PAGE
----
Bonner was president of the Mammal Society for two terms. The first was from 1985 to 1991. His second term began in 1993 and ended with his death in 1994. Bonner was the recipient of the Society's Silver Medal.[4]

He was a Fellow of the Zoological Society of London, and was named to their publications committee in 1968, and continued to serve until his death in 1994. He served as editorial board member for Polar Record, Polar Biology, and Marine Mammal Science.[1] He was also a Fellow of the Linnean Society of London as well as the Institute of Biology.[4] Bonner was a Charter Member of The Society for Marine Mammalogy, when it was established in 1981.[13]

Legacy and recognitionEdit

Bonner Beach,[14] at Larsen Harbour, South Georgia, where the Weddell seals gather to breed, is named in his honour.[2]

The Bonner laboratory at the Rothera Research Station in the British Antarctic Territory.[2] created in 1996–1997, was named in his honour.[15]

The South Georgia Museum,[16] has dedicated the Bonner Room as a tribute to his pioneering work in establishing the Museum.[11][17]




  • Ecology of the Antarctic. 1980. London: Academic Press. (with R.J. Berry)
  • Key environments–Antarctica. 1985. Oxford: Pergamon Press, (with D.W.H. Walton)
  • Conservation areas in the Antarctic. 1985. Cambridge: Scientific Committee on Antarctic Research, (with R.I. Lewis Smith)
  • Whales. 1980. Poole: Blandford Press.
  • Whales of the World. 1989. London: Blandford Press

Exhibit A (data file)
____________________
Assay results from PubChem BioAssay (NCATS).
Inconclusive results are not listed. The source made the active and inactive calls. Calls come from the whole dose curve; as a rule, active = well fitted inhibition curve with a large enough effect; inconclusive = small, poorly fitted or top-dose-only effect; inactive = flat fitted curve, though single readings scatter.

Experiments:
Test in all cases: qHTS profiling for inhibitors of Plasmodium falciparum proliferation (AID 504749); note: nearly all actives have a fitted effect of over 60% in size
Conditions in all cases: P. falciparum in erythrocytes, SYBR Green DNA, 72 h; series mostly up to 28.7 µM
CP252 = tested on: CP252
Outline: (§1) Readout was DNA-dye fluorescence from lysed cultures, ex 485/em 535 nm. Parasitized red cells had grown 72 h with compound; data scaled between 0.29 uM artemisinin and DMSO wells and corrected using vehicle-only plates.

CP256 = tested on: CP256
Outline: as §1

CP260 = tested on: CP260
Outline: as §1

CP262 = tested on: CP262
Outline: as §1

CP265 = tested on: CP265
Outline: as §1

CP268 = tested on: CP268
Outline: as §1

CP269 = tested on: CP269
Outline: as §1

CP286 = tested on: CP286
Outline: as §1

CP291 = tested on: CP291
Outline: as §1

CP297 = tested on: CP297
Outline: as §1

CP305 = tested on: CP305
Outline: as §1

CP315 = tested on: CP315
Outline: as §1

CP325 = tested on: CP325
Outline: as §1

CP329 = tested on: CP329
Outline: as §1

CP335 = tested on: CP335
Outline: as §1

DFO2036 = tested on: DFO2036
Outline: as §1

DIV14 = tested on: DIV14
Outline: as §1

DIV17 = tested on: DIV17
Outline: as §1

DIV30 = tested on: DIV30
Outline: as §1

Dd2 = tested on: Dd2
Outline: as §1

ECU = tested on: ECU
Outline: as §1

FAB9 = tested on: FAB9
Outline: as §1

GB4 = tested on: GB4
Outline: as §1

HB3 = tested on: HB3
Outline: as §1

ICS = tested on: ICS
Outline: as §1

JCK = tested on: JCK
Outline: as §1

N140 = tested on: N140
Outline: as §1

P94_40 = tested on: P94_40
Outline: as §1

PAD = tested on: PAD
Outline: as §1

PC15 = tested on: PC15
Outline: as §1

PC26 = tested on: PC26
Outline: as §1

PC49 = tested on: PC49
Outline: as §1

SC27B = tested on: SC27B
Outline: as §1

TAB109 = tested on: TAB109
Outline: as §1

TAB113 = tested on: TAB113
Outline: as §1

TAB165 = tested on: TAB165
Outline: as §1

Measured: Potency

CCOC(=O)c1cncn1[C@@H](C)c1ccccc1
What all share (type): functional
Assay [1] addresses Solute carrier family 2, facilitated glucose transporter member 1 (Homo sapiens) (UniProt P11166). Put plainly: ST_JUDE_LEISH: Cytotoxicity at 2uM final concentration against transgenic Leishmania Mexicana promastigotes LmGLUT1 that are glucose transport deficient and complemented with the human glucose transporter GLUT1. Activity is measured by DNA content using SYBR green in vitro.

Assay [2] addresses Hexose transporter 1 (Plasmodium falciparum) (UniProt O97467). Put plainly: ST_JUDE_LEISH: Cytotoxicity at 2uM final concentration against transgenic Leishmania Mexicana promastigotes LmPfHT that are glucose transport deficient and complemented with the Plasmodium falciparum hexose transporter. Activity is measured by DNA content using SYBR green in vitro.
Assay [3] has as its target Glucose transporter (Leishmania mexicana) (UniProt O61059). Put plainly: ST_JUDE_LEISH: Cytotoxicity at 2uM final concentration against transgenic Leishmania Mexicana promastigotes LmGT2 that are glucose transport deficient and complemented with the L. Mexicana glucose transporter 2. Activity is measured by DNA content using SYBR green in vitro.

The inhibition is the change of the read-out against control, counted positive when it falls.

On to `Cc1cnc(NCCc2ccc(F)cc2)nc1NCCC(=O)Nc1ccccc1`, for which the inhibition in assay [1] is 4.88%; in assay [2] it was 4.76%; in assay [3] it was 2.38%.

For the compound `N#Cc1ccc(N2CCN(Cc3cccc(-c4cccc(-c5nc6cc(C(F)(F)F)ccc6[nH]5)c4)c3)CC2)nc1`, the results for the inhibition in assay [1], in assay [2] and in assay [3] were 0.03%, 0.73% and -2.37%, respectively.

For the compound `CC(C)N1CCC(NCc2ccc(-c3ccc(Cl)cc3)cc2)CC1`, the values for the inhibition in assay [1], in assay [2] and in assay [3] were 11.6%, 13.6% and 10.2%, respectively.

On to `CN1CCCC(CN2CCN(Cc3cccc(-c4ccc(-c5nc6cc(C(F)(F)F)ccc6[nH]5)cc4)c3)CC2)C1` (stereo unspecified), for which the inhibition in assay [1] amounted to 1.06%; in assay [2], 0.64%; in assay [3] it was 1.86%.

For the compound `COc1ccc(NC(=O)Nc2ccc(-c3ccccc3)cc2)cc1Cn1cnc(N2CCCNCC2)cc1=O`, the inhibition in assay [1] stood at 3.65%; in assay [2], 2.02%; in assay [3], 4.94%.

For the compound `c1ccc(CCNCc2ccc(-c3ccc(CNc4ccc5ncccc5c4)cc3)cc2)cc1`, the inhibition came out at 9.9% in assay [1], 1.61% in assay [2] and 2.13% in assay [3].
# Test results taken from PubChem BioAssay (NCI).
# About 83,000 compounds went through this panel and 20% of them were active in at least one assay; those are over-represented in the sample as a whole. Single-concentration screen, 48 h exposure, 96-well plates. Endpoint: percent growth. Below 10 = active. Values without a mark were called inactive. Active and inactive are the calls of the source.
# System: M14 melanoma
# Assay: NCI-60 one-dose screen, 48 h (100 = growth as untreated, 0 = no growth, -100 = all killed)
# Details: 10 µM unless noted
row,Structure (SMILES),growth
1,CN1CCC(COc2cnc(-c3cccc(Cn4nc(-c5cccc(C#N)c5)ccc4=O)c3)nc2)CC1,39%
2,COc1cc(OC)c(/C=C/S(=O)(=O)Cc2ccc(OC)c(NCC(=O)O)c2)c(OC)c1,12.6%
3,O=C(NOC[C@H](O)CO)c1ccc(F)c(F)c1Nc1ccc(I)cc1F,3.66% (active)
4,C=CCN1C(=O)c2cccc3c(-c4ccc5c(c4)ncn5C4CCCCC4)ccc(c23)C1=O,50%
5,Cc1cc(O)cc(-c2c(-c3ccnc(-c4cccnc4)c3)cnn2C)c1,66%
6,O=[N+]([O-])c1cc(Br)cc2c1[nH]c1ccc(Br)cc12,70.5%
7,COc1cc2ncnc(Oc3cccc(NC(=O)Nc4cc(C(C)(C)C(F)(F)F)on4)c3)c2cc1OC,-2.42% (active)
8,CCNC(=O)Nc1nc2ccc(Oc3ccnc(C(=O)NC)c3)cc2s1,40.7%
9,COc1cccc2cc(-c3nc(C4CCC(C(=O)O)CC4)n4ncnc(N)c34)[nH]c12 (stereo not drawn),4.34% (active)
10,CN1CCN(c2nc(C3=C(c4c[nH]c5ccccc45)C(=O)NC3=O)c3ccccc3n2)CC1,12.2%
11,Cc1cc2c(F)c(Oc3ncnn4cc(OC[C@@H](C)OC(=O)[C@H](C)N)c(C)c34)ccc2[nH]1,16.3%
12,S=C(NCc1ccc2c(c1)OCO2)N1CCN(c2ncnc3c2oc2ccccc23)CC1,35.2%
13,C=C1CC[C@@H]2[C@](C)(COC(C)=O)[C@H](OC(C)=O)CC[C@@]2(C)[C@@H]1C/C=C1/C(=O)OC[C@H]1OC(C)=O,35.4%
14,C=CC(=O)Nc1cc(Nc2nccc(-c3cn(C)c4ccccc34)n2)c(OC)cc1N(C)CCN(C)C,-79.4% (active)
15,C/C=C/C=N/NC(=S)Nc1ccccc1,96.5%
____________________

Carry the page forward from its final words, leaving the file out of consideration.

• Seals and Man: a study of interactions. 1982. Seattle: University of Washington Press.
  • The Natural History of Seals. 1989. London: Christopher Helm.
  • Seals and Sea Lions of the World. 1994. London: Blandford Press

See alsoEdit


  1. ^ a b c d e Laws, Richard (October 1995). "WILLIAM NIGEL BONNER 1928–1994". Marine Mammal Science. 11 (4): 596. doi:10.1111/j.1748-7692.1995.tb00686.x.
  2. ^ a b c d e f g h i j k l m n o "BONNER, (WILLIAM) NIGEL 1928 – 1994". Archived from the original on 26 July 2020. Retrieved 26 July 2020.
  3. ^ "Passing of Prof. Gerald Bonner – Durham University". Archived from the original on 21 January 2017. Retrieved 19 April 2020.
  4. ^ a b c d e f g h i j k l m n o p Laws, Richard M. (3 January 1995). "William Nigel Bonner". Polar Record. 31 (176): 67–70. doi:10.1017/S0032247400024888. S2CID 128891684. Archived from the original on 16 June 2018. Retrieved 8 August 2020 – via Cambridge University Press.
  5. ^ "Antarctica Detail".
  6. ^ a b "Reproductive Organs of Fortaleza and Juvenile Elephant Seals".
  7. ^ Bell, Cameron M. & Dieterich, Robert A. (2010). "Translocation of reindeer from South Georgia to the Falkland Islands". Rangifer. 30 (1): 1–9. doi:10.7557/
  8. ^ "The Environmental Years (1988–97)". Science in the Snow. Scientific Committee on Antarctic Research.
  9. ^ a b "History". Archived from the original on 3 October 2020. Retrieved 4 October 2020.
  10. ^ a b "Lecture to the Kendall Whaling Museum on the beginnings of South Georgia Museum by Nigel Bonner, 16th October 1993".
  11. ^ a b "Bonner Room". Archived from the original on 6 November 2020. Retrieved 6 November 2020.
  12. ^ copied from Polar Medal, see attribution there, etc.
  13. ^ "Society for Marine Mammalogy". Society for Marine Mammalogy.
  14. ^ "Bonner Beach". Archived from the original on 3 October 2020. Retrieved 9 August 2020.
  15. ^ "Bonner Laboratory and dive facility". Archived from the original on 9 June 2020. Retrieved 5 October 2020.
  16. ^ "South Georgia Museum History". Archived from the original on 3 October 2020. Retrieved 4 October 2020.
  17. ^ "South Georgia Museum – Government of South Georgia & the South Sandwich Islands".

External linksEdit